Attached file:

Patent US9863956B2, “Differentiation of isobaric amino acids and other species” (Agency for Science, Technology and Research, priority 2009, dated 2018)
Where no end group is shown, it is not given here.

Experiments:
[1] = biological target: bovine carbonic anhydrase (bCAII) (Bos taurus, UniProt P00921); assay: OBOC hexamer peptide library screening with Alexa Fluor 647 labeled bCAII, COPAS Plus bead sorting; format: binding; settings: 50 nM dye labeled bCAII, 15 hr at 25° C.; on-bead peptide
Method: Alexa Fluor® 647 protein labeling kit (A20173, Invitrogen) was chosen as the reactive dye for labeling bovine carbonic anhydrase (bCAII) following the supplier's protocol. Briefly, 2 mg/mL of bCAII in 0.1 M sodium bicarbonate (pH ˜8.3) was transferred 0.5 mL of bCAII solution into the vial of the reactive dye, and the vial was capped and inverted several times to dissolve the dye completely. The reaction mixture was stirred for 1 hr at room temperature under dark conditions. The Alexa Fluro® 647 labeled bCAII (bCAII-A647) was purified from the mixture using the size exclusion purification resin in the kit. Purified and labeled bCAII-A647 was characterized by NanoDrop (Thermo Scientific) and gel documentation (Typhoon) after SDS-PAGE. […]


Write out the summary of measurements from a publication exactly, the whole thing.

Patent US9863956B2, “Differentiation of isobaric amino acids and other species” (Agency for Science, Technology and Research, priority 2009, dated 2018)
Where no end group is shown, it is not given here.

Experiments:
[1] = biological target: bovine carbonic anhydrase (bCAII) (Bos taurus, UniProt P00921); assay: OBOC hexamer peptide library screening with Alexa Fluor 647 labeled bCAII, COPAS Plus bead sorting; format: binding; settings: 50 nM dye labeled bCAII, 15 hr at 25° C.; on-bead peptide
Method: Alexa Fluor® 647 protein labeling kit (A20173, Invitrogen) was chosen as the reactive dye for labeling bovine carbonic anhydrase (bCAII) following the supplier's protocol. Briefly, 2 mg/mL of bCAII in 0.1 M sodium bicarbonate (pH ˜8.3) was transferred 0.5 mL of bCAII solution into the vial of the reactive dye, and the vial was capped and inverted several times to dissolve the dye completely. The reaction mixture was stirred for 1 hr at room temperature under dark conditions. The Alexa Fluro® 647 labeled bCAII (bCAII-A647) was purified from the mixture using the size exclusion purification resin in the kit. Purified and labeled bCAII-A647 was characterized by NanoDrop (Thermo Scientific) and gel documentation (Typhoon) after SDS-PAGE. […]